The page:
Circle of Stone (reprieve)

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Post by Pettytyrant101 Fri Jan 11, 2013 10:41 pm

Can you play the national anthem? Very Happy (must be music night on Forumshire tonight)

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Post by Pettytyrant101 Fri Jan 11, 2013 10:45 pm

The silence was almost unbearable to Tain, he was filled with a sudden longing to defile it, to shout out against it and prove he could not be cowed, but he did not, a sense of great fear was on him. When the rumbling had faded he heard first and then saw a wave of water, maybe a foot or two high sweeping towards him from the north.

Not caring now for the sound he might make but only concerned with remaining relatively dry he said, “bugger this!” and scrambled for higher ground among the reeds that clustered in a wide arc around the islands foot but the water caught up to him before he could evade it. It rose and fell slopping about his thighs leaving a tide mark of green slime about his tunic and cloak. When it had passed he realized that the water level had risen, by about three inches, or just enough he noted ruefully to rise permanently above the top of his boots and fill them with dirty marsh water. He shook his right leg hearing the muddy water sloshing in its bottom. He cursed under his breath but it was drowned out by the sudden resurgence of the insects all around. The marsh had found its voice again.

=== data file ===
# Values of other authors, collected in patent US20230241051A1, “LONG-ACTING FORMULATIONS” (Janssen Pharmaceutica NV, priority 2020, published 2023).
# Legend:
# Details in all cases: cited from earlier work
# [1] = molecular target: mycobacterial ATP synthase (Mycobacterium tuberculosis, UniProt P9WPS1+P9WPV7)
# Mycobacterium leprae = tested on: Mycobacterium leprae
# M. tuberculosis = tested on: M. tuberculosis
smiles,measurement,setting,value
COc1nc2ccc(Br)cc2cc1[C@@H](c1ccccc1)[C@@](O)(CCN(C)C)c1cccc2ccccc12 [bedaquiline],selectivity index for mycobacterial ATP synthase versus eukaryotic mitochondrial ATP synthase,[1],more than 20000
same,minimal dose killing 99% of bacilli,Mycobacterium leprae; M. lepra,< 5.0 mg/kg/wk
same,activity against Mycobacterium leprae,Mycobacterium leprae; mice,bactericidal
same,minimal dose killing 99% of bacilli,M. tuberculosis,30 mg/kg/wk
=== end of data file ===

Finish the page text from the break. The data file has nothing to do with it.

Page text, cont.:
He was just about to move off and cover the remaining short distance of wetness between himself and dry feet when he heard a soft rustle in the leaves of the oak tree.

He crouched down among the reeds, trying not to get any wetter and yet remain hidden from any potential prying eyes. There was a slender figure up there in the branches. Partly concealed among the leaves the silhouette of a hooded head could clearly be discerned sticking out from above the crown of autumn leaves, looking out northwards. Whoever it was they did not seem to have spotted Tain approaching from the right.

The light of the stars in the clear sky behind made the figure an easy target; Tain silently took the composite bow from his back and drew an arrow to it. He watched keenly down the shaft; the figure was robed, or cloaked in a dark material, the attire of a Cleric, or a Magician perhaps? Perhaps they were watching their handy work from up there. But Tain was not about to shoot before he was sure, that was not his nature, he waited and observed.

After a short while the figure began to swiftly move back down the tree and Tain had to circle round to the southern edge of the island to keep them in sight. Creeping very slowly among a border of bulrushes Tain moved around the southern outcrop of rock until he could see up onto the island itself.

Towards the rear of it beneath the trees the figure was squatting over an unlit fire, he could see, much to his surprise that it was a woman, she appeared to be just sitting in silence with both arms raised before herself and the palms outwards, praying perhaps Tain thought distastefully.

It was a tall woman dressed in a black robe with a thick black belt around her waist on which various pouches hung or were bound. Tain could not clearly see the woman’s face but she did have long unkempt black hair that was tangled and matted.

As Tain observed the woman finished her prayer, if indeed it was such, and taking a small sprig of some plant from one of her many pouches and a small golden sickle from another bag she carefully and reverently cut the sprig.